Differences in the size of eggs used to set up the different populations were tested for using a linear mixed-effects model (LME) with the different treatment groups fitted as a four-level factor (OH, OL, YH, YL) and tube fitted as a random term. The results are presented with degrees of freedom and likelihood ratio test statistics (LRT). Owing to temporal changes in the auto-covariance structure of the time series, fitting standard autoregressive models to the data is not appropriate (for example, with density-dependent generation time, there is no fixed lag in the dynamics), so a formal statistical test is not possible that accounts for the temporal non-independence of the data. Instead, we use an approximate method to guide our assessment of when the time series are significantly different. We estimated the 95 per cent confidence intervals using bootstrap re-sampling for the five replicates within each treatment group at each time point. In cases where the confidence intervals (CIs) did not overlap, we assumed that the time series were different (Benton et al. 2005, 2008). The alternative method of bootstrapping the difference between means is slightly less conservative, but produces quantitatively similar results (Benton et al. 2008). Little weight should be put on differences observed at a single time point, but periods where the CIs do not overlap for several days are clearly significantly different. To describe the time series for egg and female size dynamics, we fitted generalized additive models (GAMs) with gamma errors and a log-link function. As there are gaps in the data at different parts of the time series, we found that the default cross-validation routine (generalized cross-validation (GCV)) to control the smoothness over-fitted the data in periods where data were sparse. We therefore restricted the smoothness to a spline of 6° of freedom (using the argument k=7). The overall spline fit was plotted with its standard errors, and statistical significance was informally assessed by the difference between predicted GAM fits relative to the s.e. of the fit. All analyses were conducted in R (R Core Development Team 2005) and included the libraries Hmisc (Harrell 2006), Design (Harrell 2005), MASS (Venables & Ripley 2002), nlme (Pinheiro et al. 2006) and mgcv (Wood 2006).
(a) Population dynamics
As in a previous experiment (see Benton et al. 2008), eggs from younger mothers tended to hatch and mature earlier than eggs from the older mothers irrespective of population density at set-up (figure 2c–f). This effect persisted into the F2 generation, although the difference was less pronounced in the high-density populations (figure 2d,f). Eggs from younger mothers hatched into females that produced marginally higher per capita numbers of juveniles in both high- and low-density populations (figure 2c,d). This maternal effect had no influence on the number of F2 adults recruiting into the population in the high-density treatment and the dynamics settled down to a noisy equilibrium (figure 2f). By contrast, in the low-density populations, the maternal effect led to differences in the number of adults recruiting into the F2 cohort (figure 2e) and subsequently drove differences in the transient dynamics of the two treatments that had still not converged in the adult time series at the end of the experiment 110 days (3–4 generations) later (figure 2e).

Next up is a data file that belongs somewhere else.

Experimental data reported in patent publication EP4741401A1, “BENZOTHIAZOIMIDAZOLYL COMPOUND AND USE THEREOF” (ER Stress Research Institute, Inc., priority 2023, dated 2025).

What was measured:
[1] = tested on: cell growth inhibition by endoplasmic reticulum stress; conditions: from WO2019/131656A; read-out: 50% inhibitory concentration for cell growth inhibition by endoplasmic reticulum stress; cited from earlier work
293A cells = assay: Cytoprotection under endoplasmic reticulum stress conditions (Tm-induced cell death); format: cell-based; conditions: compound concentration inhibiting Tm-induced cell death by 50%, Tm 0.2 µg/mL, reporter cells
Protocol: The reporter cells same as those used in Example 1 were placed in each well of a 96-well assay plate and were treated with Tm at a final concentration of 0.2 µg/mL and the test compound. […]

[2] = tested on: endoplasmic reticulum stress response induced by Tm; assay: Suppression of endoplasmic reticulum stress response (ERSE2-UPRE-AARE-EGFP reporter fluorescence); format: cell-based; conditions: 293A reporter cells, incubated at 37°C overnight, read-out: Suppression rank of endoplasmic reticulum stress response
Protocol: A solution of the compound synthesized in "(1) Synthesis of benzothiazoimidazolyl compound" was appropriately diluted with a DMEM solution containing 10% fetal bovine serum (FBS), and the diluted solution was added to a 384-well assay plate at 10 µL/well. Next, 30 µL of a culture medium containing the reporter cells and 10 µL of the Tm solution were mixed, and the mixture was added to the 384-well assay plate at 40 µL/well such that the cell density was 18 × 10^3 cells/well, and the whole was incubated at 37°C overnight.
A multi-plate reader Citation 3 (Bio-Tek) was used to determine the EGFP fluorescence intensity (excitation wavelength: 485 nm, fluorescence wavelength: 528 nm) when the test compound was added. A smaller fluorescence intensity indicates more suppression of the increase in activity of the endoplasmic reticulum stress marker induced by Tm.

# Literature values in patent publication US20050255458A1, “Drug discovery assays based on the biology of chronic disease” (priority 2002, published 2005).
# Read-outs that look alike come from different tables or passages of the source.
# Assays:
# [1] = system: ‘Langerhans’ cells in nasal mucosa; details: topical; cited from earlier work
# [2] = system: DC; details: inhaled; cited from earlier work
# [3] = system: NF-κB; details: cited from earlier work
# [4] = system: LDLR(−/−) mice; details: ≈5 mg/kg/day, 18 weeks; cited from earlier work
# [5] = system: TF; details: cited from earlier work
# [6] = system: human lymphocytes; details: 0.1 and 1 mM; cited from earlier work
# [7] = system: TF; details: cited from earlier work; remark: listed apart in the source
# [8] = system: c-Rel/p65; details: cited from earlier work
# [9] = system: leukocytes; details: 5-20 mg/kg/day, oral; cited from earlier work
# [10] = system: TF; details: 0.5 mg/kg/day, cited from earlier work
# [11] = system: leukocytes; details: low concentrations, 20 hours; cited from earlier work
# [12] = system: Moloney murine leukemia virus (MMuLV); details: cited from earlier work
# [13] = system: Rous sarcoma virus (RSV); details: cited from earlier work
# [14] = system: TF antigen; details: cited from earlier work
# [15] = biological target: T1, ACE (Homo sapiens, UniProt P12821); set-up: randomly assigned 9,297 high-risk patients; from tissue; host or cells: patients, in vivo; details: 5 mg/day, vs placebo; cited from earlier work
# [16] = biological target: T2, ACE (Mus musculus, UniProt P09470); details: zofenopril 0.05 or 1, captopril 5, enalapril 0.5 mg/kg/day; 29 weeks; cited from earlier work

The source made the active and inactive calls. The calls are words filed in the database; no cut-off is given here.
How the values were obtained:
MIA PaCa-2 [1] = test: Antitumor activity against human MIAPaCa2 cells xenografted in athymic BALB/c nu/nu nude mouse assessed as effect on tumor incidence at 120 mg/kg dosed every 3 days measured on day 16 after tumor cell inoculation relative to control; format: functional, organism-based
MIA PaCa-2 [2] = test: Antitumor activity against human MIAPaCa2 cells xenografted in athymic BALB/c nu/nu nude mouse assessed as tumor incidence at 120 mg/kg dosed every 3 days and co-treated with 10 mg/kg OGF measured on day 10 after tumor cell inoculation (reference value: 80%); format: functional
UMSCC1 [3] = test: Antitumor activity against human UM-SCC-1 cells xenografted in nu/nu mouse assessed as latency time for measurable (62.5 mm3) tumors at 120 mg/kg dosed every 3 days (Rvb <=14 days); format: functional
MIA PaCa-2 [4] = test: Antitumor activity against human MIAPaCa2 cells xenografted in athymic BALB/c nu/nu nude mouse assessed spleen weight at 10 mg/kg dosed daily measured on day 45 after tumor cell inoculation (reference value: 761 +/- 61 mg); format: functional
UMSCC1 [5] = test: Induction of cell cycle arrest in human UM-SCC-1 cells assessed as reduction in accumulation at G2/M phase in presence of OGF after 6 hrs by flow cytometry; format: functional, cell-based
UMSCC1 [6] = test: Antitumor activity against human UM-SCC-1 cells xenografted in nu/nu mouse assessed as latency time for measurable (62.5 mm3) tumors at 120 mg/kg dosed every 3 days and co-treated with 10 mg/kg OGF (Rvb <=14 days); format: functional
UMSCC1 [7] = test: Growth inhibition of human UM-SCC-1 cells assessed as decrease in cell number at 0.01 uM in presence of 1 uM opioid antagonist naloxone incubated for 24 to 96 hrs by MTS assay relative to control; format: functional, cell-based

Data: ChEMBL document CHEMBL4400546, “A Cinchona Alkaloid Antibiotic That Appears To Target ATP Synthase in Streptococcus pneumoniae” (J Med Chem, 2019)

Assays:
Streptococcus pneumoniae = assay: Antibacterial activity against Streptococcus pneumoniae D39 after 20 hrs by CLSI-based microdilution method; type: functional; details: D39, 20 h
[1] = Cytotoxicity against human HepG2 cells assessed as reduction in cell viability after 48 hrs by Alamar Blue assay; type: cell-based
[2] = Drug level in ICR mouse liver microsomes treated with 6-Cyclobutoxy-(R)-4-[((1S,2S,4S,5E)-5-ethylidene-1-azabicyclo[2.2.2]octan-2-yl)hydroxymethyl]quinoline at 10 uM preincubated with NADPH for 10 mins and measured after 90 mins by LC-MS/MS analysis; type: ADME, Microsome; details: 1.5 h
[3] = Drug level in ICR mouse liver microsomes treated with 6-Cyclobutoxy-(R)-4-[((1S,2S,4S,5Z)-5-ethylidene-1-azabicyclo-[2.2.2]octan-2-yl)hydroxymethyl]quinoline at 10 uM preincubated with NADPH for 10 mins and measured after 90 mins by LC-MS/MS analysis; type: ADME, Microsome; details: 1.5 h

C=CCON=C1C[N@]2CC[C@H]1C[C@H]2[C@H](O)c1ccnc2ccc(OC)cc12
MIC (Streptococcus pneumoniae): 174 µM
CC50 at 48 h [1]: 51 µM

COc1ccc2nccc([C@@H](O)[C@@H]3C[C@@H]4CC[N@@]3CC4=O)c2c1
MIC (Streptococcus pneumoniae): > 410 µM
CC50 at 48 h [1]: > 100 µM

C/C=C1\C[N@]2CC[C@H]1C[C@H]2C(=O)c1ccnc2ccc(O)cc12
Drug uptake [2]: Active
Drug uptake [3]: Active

(b) Age structure
The different starting densities in the high- and low-density treatments resulted in substantial differences in the age structure of populations. In the low-density treatment, a small number of highly fecund females in the F1 generation resulted in populations with very low adult : juvenile ratios. Individuals in the F1 cohort had largely died by the time the majority of the F2 cohort had hatched, resulting in little overlap between the F1 and F2 cohorts (figure 3, black points). By contrast, in the high-density treatment, the intense competition in the F1 generation resulted in small females with low per capita fecundities (approx. 100 females produce more than 1000 eggs in the F2 generation, figure 2b) creating a large degree of overlap between the F1 and F2 cohorts and an adult : juvenile ratio that was approximately double that of the low-density populations (figure 3, white points). The increased competition for resources and the inter-cohort, asymmetric, competition between F1 and F2 generations in high-density treatments swamped any differences in F2 recruitment of the OH and YH treatments (figure 2f).
(c) Egg size dynamics